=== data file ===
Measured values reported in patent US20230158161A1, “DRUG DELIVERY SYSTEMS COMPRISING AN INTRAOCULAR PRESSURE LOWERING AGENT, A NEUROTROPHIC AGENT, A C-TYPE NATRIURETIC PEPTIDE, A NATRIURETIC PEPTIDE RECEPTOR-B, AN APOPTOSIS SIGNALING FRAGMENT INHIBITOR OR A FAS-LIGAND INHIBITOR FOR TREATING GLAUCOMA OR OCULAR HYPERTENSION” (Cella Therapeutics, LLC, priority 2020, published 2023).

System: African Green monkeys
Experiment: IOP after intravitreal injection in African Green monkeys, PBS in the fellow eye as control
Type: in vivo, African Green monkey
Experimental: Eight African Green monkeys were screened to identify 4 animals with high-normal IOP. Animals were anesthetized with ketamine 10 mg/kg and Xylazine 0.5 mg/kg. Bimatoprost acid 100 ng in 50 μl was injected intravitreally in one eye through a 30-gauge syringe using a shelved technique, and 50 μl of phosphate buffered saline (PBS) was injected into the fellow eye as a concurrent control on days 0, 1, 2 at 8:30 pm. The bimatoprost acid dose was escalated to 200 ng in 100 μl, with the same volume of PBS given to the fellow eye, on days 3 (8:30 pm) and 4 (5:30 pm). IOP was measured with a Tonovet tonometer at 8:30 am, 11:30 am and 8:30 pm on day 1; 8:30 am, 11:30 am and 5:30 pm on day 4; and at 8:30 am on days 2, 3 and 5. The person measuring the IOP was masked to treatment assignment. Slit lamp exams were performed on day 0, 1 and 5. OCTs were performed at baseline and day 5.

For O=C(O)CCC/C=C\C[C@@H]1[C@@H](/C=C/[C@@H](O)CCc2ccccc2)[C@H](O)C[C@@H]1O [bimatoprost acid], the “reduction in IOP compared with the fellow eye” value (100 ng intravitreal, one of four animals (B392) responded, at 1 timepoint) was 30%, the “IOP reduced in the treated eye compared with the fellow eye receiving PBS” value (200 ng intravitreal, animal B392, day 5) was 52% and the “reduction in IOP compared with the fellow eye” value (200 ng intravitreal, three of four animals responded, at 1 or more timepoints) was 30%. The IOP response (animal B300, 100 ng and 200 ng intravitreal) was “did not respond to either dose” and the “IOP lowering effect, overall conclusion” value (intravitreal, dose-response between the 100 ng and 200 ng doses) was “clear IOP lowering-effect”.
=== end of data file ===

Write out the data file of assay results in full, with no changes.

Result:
Measured values reported in patent US20230158161A1, “DRUG DELIVERY SYSTEMS COMPRISING AN INTRAOCULAR PRESSURE LOWERING AGENT, A NEUROTROPHIC AGENT, A C-TYPE NATRIURETIC PEPTIDE, A NATRIURETIC PEPTIDE RECEPTOR-B, AN APOPTOSIS SIGNALING FRAGMENT INHIBITOR OR A FAS-LIGAND INHIBITOR FOR TREATING GLAUCOMA OR OCULAR HYPERTENSION” (Cella Therapeutics, LLC, priority 2020, published 2023).

System: African Green monkeys
Experiment: IOP after intravitreal injection in African Green monkeys, PBS in the fellow eye as control
Type: in vivo, African Green monkey
Experimental: Eight African Green monkeys were screened to identify 4 animals with high-normal IOP. Animals were anesthetized with ketamine 10 mg/kg and Xylazine 0.5 mg/kg. Bimatoprost acid 100 ng in 50 μl was injected intravitreally in one eye through a 30-gauge syringe using a shelved technique, and 50 μl of phosphate buffered saline (PBS) was injected into the fellow eye as a concurrent control on days 0, 1, 2 at 8:30 pm. The bimatoprost acid dose was escalated to 200 ng in 100 μl, with the same volume of PBS given to the fellow eye, on days 3 (8:30 pm) and 4 (5:30 pm). IOP was measured with a Tonovet tonometer at 8:30 am, 11:30 am and 8:30 pm on day 1; 8:30 am, 11:30 am and 5:30 pm on day 4; and at 8:30 am on days 2, 3 and 5. The person measuring the IOP was masked to treatment assignment. Slit lamp exams were performed on day 0, 1 and 5. OCTs were performed at baseline and day 5.

For O=C(O)CCC/C=C\C[C@@H]1[C@@H](/C=C/[C@@H](O)CCc2ccccc2)[C@H](O)C[C@@H]1O [bimatoprost acid], the “reduction in IOP compared with the fellow eye” value (100 ng intravitreal, one of four animals (B392) responded, at 1 timepoint) was 30%, the “IOP reduced in the treated eye compared with the fellow eye receiving PBS” value (200 ng intravitreal, animal B392, day 5) was 52% and the “reduction in IOP compared with the fellow eye” value (200 ng intravitreal, three of four animals responded, at 1 or more timepoints) was 30%. The IOP response (animal B300, 100 ng and 200 ng intravitreal) was “did not respond to either dose” and the “IOP lowering effect, overall conclusion” value (intravitreal, dose-response between the 100 ng and 200 ng doses) was “clear IOP lowering-effect”.